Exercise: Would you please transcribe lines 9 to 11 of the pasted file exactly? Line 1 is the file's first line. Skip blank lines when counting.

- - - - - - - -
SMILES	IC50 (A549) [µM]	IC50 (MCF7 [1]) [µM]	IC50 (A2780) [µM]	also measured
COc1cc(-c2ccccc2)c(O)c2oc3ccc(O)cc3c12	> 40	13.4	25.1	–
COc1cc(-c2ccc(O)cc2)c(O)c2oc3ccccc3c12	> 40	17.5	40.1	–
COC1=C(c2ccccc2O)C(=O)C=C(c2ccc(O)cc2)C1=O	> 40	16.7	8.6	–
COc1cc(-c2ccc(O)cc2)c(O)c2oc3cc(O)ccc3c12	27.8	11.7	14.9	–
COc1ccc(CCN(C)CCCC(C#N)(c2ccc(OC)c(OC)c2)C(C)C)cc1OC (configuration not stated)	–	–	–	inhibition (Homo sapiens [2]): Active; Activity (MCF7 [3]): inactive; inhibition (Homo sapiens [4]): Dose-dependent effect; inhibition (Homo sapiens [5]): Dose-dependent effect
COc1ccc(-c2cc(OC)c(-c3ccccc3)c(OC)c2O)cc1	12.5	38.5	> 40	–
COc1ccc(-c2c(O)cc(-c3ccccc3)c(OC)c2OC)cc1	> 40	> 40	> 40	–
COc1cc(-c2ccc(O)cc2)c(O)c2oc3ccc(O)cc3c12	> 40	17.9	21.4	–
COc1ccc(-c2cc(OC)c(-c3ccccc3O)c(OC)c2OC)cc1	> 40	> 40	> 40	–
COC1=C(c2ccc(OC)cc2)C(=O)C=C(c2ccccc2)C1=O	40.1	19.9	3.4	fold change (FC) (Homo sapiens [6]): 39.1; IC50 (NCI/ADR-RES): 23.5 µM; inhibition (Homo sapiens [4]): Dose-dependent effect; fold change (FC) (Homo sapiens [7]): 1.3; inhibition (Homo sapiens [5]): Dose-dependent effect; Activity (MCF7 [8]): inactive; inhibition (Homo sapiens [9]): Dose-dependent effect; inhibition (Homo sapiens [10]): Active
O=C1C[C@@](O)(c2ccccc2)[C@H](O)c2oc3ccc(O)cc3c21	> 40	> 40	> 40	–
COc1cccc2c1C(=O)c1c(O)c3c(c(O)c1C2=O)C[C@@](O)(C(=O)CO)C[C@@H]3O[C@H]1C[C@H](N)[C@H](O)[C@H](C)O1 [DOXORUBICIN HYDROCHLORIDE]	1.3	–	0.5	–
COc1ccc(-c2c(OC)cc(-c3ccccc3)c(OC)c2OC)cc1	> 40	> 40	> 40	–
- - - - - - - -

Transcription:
COc1cc(-c2ccc(O)cc2)c(O)c2oc3ccc(O)cc3c12	> 40	17.9	21.4	–
COc1ccc(-c2cc(OC)c(-c3ccccc3O)c(OC)c2OC)cc1	> 40	> 40	> 40	–
COC1=C(c2ccc(OC)cc2)C(=O)C=C(c2ccccc2)C1=O	40.1	19.9	3.4	fold change (FC) (Homo sapiens [6]): 39.1; IC50 (NCI/ADR-RES): 23.5 µM; inhibition (Homo sapiens [4]): Dose-dependent effect; fold change (FC) (Homo sapiens [7]): 1.3; inhibition (Homo sapiens [5]): Dose-dependent effect; Activity (MCF7 [8]): inactive; inhibition (Homo sapiens [9]): Dose-dependent effect; inhibition (Homo sapiens [10]): Active